Public Safety Department
The first Midfield Police Department was created shortly after incorporation in 1953 and was headed by volunteer Police Chief H.H. “Curt” Kuykendall. The new Chief had a new 1954 Chevrolet patrol car and a force of 12 volunteer officers. Curt served for a year and three months before being replaced with Henry Holmes, who was the City’s first paid Police Chief.. Holmes supervised the volunteer force until 1955.
Midfield’s 1st police and fire department was located behind Williams Hardware store.
In 1954 the Mayor and Police Chief moved from offices behind Williams Hardware to a real City Hall and Police and Fire Station being converted from the old building across the corner.
James W. Morris took over in 1955 and would serve as (at least) Police Chief and most often Public Safety Director for the next 34 years.
By 1957 Chief Morris had restructured the police department to a force of four professional police officers. Under his supervision were Roy Dameron, Dan Howard, and Jack Fox. Dameron was attending the National Police Academy. From now on, all police officers would be trained. There was also a jailer in charge of a six-bunk jail, and a monitoring system tied to the Bessemer Police Department.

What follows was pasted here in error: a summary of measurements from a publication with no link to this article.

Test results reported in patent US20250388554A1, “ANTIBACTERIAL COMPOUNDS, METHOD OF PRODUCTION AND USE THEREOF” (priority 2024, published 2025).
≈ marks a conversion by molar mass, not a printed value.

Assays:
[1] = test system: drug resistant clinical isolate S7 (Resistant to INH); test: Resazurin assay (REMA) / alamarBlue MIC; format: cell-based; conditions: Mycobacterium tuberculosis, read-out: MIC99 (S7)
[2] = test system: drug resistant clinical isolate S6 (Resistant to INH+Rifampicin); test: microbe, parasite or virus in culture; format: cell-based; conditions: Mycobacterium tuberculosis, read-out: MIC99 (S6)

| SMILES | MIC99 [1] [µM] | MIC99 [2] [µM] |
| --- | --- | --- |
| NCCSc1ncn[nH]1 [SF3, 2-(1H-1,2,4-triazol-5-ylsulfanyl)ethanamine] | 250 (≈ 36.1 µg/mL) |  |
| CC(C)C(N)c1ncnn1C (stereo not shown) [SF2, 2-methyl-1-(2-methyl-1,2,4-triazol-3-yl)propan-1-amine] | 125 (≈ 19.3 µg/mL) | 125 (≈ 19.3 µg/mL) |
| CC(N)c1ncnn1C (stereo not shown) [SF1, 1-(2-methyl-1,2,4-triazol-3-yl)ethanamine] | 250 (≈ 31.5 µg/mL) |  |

Within 10 more years the city had it’s own Fire Department and Chief Morris was supervising a force of 12 paid police / firefighters. Chief explained it this way in a Birmingham News article dated Wednesday, November 8, 1967:
“We find it a little more practical this way. It gives us more policemen and enough firemen. It’s not the money. The City of Midfield is operating in black ink, but if we had separate departments, six of our men would be at the fire station and six would be policemen. This way we have twelve on both.” A 20-man volunteer firefighting team also helped to make this system work.